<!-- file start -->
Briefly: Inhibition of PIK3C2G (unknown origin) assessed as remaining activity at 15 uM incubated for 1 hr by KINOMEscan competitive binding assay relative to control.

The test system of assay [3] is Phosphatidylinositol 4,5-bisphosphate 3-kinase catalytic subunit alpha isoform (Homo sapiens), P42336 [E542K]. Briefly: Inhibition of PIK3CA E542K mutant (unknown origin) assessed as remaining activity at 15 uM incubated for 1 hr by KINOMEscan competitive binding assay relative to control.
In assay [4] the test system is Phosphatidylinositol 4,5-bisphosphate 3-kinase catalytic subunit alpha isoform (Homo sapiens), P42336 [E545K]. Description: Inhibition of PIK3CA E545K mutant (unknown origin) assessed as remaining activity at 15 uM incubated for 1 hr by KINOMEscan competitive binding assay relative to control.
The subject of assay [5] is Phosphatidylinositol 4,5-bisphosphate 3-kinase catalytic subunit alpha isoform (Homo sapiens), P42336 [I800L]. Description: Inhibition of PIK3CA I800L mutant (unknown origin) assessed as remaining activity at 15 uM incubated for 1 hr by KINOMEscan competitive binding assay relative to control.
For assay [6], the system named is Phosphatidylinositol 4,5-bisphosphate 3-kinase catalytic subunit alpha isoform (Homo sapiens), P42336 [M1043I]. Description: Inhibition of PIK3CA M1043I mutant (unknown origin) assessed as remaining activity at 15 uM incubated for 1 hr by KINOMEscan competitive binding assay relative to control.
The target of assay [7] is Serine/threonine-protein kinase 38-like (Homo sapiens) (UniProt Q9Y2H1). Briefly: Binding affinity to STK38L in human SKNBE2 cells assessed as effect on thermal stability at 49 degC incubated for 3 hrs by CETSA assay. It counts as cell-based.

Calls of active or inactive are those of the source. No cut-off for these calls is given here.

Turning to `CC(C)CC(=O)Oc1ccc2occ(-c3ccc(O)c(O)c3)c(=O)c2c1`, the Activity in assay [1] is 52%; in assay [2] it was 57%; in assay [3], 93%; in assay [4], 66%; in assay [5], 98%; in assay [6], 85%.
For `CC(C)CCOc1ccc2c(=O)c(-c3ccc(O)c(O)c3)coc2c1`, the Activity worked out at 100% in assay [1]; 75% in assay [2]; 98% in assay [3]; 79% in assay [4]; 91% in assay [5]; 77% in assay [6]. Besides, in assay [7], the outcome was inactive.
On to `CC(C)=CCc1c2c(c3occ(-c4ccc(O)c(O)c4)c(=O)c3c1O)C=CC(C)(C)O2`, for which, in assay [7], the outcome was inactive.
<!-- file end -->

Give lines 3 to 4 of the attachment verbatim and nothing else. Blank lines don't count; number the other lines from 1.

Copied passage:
In assay [4] the test system is Phosphatidylinositol 4,5-bisphosphate 3-kinase catalytic subunit alpha isoform (Homo sapiens), P42336 [E545K]. Description: Inhibition of PIK3CA E545K mutant (unknown origin) assessed as remaining activity at 15 uM incubated for 1 hr by KINOMEscan competitive binding assay relative to control.
The subject of assay [5] is Phosphatidylinositol 4,5-bisphosphate 3-kinase catalytic subunit alpha isoform (Homo sapiens), P42336 [I800L]. Description: Inhibition of PIK3CA I800L mutant (unknown origin) assessed as remaining activity at 15 uM incubated for 1 hr by KINOMEscan competitive binding assay relative to control.